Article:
I first thought that it might be like sniff­ing butts, a way to learn about the health/status of another cat2, but that does­n’t explain why dog & human ear­wax is more inter­est­ing, and cats don’t seem to seek out ear­wax even after they know about it (with the excep­tion of one of my cats who’d some­times try to lick my ears when I was in bed)—I find that I some­times have to touch their noses with a waxy fin­ger before they abruptly become inter­ested (sug­gest­ing that what­ever the odor is, it does­n’t travel far). Dogs, on the other hand, typ­i­cally nei­ther appre­ci­ate fin­gers in ears nor show much inter­est in smelling or lick­ing ear­wax.

What is it about ear­wax that fas­ci­nates cats? Is there a par­tic­u­lar chem­i­cal respon­si­ble, like a fat or salt or ?3 Ear­wax in humans comes in ‘dry’ and ‘wet’ forms, dif­fer­ing by race and I would describe cat/dog ear­wax as being like ‘wet’ human ear­wax; do cats like ‘dry’ ear­wax as well? (While there is no short­age of con­fi­dent asser­tions that the rea­son is the “incred­i­bly high con­cen­tra­tion of fatty acids and cho­les­terol” or salt in ear­wax and sim­i­lar claims, exactly zero evi­dence is ever offered for these expla­na­tion­s.)

Search­ing Google Scholar/Google (cat earwax OR "ear wax" smell OR taste -"CAT scan"), I’ve found the fol­low­ing anec­dotes:

  • Arny 1990, “A Crav­ing For Wax”: let­ter to Nature ask­ing if any­one knew any­thing after not­ing

    I dis­missed this as a curios­ity until I found that our sec­ond Siamese cat also liked it. In fact, the sec­ond cat leaps on the bed in the morn­ing hop­ing to be offered some. I men­tioned this odd behav­iour to 3 other peo­ple and have learned from them that their cats also liked the wax.

    I emailed Arny in Novem­ber 2019, and he said he “got a few replies from peo­ple who had noticed the same behav­ior with their pet.” but oth­er­wise noth­ing use­ful.

  • Kolb 1991, “Chap­ter 25: Ani­mal mod­els for human PFC-related dis­or­ders. The Pre­frontal Its Struc­ture, Func­tion and Cor­tex Pathol­ogy”, a paper which notes in pass­ing that:

    The most com­mon com­po­nents of the response pat­tern include approach­ing, sniff­ing, and touch­ing the urine source with the nose, flick­ing the tip of the tongue repeat­edly against the ante­rior palate behind the upper incisors, with­draw­ing the head from the urine, and open­ing the mouth in a gape or ‘Flehmen response’, and lick­ing the nose. This behav­ioural pat­tern appar­ently allows olfac­tory stim­uli to reach the sec­ondary olfac­tory sys­tem, which appears to be spe­cial­ized to analyse odours that are species-rel­e­vant. Cats show this response to urine of other cats, and oddly enough to humans, but they do not show it to urine of rhe­sus mon­keys, dogs, rats, or ham­sters. They also do not show it to cat fecal mat­ter or cat fur, although they do show it to cat ear­wax!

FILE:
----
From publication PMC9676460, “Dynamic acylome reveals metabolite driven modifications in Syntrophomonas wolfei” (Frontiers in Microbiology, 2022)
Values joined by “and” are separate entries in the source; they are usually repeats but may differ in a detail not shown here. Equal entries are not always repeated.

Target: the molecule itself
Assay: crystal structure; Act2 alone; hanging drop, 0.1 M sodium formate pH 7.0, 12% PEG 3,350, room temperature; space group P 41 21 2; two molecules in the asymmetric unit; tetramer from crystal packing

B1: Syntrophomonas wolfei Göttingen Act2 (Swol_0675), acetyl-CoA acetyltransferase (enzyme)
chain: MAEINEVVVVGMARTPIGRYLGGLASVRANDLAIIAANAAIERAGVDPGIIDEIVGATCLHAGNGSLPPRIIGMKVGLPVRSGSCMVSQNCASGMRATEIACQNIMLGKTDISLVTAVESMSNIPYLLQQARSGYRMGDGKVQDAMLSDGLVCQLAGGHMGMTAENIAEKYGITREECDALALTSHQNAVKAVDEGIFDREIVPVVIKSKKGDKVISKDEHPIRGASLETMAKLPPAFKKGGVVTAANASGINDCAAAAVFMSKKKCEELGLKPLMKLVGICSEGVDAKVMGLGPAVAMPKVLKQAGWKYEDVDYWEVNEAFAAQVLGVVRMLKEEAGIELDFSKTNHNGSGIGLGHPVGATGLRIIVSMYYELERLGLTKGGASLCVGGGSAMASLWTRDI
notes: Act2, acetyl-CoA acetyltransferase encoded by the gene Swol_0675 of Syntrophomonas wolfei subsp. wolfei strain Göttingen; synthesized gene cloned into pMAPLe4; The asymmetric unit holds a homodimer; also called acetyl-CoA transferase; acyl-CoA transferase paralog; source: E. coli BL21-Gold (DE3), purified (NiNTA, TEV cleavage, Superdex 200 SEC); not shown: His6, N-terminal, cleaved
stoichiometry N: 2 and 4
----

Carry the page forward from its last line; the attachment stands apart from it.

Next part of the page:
• 2007, “Aug­mented Fish Real­ity”, an inter­view with an artist who men­tions:

    At one time we had 13 cats and 7 dogs. I began being very inter­ested in com­mu­ni­ca­tions with cats and dogs and the sub­tle body lan­guages that ani­mals use to com­mu­ni­cate. We had a cat named Que tu bu who loved to lick the ear­wax out of our ears, which was a strange scratchy affair, though clearly a cat show­ing affec­tion and love toward a human. Lat­er, as a teenager I became inter­ested in Marine Biol­o­gy…

    Rinaldo also men­tioned this in a 2016 essay:

    After min­utes of stroking, Catabu would sud­denly pop up on his back paws and place his front paws on my shoul­der. He would then begin to probe my inner ear with his scratchy tongue. His whiskers tick­led as he dug fur­ther, lick­ing my ear slowly and delib­er­ate­ly. This was some­how a plea­sur­able expe­ri­ence, though his tongue was sticky. Cat behav­ior­ists, would spec­u­late he was claim­ing me as lit­ter-­mate. I think we were exchang­ing love and affec­tion. This was my first tran­s-species expe­ri­ence. Here was a cat, find­ing plea­sure in the taste of my ear­wax while we pro­vided mutual affec­tion. This cat/human rela­tion­ship eft a last­ing legacy and deep­-prob­ing ques­tions for me about ani­mal-hu­man com­mu­ni­ca­tion, sym­bio­sis and the con­tem­po­rary notion of the com­puter inter­face.

  • Lynch 2007, “‘No Writer Nor Scholar Need Be Dull’: Rec­ol­lec­tions Of Paul J. Kor­shin”, in a mem­oir of Eng­lish pro­fes­sor Paul Kor­shin, rec­ol­lects: